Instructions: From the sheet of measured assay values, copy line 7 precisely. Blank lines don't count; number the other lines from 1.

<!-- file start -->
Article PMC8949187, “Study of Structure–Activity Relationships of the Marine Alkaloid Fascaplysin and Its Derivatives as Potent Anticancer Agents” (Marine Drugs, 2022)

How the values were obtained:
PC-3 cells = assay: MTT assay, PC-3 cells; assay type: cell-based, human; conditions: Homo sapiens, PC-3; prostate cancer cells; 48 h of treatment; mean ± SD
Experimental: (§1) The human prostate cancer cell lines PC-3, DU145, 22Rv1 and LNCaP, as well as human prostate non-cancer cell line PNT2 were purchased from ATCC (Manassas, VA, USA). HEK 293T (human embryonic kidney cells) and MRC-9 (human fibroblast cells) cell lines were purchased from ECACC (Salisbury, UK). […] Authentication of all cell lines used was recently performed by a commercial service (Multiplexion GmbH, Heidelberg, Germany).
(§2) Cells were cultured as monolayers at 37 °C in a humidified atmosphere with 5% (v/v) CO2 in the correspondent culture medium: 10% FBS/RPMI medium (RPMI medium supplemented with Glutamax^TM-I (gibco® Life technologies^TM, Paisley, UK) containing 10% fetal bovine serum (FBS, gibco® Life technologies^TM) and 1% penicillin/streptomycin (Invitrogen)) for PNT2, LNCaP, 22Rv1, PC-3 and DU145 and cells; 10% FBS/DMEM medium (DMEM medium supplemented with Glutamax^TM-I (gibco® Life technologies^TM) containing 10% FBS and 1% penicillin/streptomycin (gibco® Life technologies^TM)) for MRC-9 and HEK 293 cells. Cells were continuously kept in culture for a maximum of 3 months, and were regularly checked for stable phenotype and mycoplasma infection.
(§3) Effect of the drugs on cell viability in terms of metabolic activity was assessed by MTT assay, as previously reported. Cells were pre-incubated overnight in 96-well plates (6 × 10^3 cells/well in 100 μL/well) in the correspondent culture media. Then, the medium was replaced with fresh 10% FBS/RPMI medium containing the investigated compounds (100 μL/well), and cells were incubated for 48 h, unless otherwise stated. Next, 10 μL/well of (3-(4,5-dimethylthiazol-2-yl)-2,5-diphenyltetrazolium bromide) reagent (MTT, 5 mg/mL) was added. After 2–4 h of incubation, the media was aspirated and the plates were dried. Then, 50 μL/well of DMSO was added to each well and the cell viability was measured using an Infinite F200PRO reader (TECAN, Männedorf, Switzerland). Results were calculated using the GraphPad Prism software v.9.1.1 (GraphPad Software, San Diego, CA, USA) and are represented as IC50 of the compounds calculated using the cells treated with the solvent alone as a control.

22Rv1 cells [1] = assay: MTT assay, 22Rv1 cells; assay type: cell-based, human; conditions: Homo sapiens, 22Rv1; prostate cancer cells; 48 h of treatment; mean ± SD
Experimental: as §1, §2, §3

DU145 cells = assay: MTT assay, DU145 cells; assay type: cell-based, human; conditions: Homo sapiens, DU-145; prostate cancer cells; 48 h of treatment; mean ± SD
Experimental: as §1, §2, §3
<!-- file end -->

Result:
22Rv1 cells [1] = assay: MTT assay, 22Rv1 cells; assay type: cell-based, human; conditions: Homo sapiens, 22Rv1; prostate cancer cells; 48 h of treatment; mean ± SD